Monday, October 25, 2010
Simon Jenkins: What on Earth Are America's Friends to Say?
A small band of Brits still try to defend America's current foreign policy to a sceptical world. When US forces abroad do something cruel or counter-productive, like bombing another wedding party or fighting the wrong country, we point to their nobler values and to past defences of freedom. Surely they at least meant well. The Wikileaks revelations now gleefully headlined across Europe have left us floundering.
The brutality and apparent collapse of front-line discipline is charted in thousands of meticulously filed US government reports, proving only one thing, that any war "among the people" that goes on too long degrades its participants and degenerates into senseless cruelty. Our friends become our victims and our enemies triumphant.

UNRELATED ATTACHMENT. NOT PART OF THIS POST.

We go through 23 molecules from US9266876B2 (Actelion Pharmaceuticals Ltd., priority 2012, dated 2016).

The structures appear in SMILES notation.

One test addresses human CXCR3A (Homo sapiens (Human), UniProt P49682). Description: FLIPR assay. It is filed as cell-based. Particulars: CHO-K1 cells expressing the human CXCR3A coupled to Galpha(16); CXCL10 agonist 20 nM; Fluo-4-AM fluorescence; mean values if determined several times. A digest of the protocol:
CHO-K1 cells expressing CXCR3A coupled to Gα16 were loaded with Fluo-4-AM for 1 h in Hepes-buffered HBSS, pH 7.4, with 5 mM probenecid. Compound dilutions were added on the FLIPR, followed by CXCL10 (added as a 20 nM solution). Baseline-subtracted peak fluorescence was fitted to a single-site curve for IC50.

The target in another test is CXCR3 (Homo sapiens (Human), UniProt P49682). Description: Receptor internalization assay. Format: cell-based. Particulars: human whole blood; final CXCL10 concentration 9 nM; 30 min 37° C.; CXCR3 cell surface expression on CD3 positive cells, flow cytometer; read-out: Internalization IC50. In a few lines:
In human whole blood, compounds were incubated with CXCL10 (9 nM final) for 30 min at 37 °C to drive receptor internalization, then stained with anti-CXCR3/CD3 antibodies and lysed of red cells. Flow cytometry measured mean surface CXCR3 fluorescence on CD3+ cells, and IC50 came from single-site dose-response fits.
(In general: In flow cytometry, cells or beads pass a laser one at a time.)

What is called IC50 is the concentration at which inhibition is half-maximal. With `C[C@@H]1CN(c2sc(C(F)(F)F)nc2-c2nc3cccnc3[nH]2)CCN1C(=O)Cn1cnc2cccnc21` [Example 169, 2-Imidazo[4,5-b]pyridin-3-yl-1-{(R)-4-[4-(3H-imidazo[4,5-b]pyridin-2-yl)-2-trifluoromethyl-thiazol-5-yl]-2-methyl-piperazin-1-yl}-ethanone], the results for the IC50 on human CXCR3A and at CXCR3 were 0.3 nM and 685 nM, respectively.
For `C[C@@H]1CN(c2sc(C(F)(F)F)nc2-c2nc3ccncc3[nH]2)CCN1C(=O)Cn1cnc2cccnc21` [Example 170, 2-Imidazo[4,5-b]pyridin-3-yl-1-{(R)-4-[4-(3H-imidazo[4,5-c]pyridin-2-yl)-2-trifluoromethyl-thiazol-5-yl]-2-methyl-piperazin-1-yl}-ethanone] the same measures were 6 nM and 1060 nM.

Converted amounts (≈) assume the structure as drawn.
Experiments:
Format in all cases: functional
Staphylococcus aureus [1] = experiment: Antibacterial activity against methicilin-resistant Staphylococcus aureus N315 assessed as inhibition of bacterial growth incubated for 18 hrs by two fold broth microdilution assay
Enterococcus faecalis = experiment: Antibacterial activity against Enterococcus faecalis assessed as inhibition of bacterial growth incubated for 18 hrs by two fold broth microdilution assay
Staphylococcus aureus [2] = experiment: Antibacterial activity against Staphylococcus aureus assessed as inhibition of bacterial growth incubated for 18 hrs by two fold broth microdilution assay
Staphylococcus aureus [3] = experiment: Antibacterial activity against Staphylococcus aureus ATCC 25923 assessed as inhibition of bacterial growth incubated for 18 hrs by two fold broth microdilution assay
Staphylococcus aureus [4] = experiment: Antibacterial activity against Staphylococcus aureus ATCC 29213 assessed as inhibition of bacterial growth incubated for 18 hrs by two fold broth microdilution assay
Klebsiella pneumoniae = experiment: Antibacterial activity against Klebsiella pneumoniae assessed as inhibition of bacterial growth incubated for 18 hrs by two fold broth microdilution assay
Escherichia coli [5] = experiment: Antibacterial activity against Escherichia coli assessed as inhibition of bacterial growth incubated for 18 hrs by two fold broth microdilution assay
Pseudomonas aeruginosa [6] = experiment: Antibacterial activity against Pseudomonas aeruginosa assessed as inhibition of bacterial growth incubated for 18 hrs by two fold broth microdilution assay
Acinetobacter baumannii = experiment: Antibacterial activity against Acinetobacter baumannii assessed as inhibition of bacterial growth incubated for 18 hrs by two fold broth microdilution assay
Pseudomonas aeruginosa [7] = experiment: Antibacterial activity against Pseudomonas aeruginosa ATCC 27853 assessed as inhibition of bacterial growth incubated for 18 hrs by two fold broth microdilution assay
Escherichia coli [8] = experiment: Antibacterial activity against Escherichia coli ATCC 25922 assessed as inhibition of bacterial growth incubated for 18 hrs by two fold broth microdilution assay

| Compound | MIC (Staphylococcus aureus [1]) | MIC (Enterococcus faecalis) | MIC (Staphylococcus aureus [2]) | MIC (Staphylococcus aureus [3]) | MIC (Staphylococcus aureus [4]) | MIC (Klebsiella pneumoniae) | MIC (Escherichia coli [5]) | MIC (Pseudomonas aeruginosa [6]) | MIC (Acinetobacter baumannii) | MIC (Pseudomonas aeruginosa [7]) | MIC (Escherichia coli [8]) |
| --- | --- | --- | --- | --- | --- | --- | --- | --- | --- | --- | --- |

The fact that the leaks are irresponsible and helpful to the enemy is by now immaterial. The enemy, mostly Iran, is riding high on the sheer incompetence of coalition and NATO operations in Iraq, Afghanistan and increasingly Pakistan. Hilary Clinton's objection to them, that they are leaks, hardly meets the case. These are true records from the side that claims "higher values", of helicopters shooting innocent individuals in cold blood, of the massacring of 600 civilian drivers, women and children among them, at checkpoints, of the killing of people trying to surrender, of a litany of prisoner torture and maltreatment that shows Abu Ghraib was no exception. The idea that the American invasion liberated Iraqis from kidnap, torture, rape and summary execution is shown to be a sick untruth. Indeed a shocking feature of the leaks is that few Iraqis appeared surprised.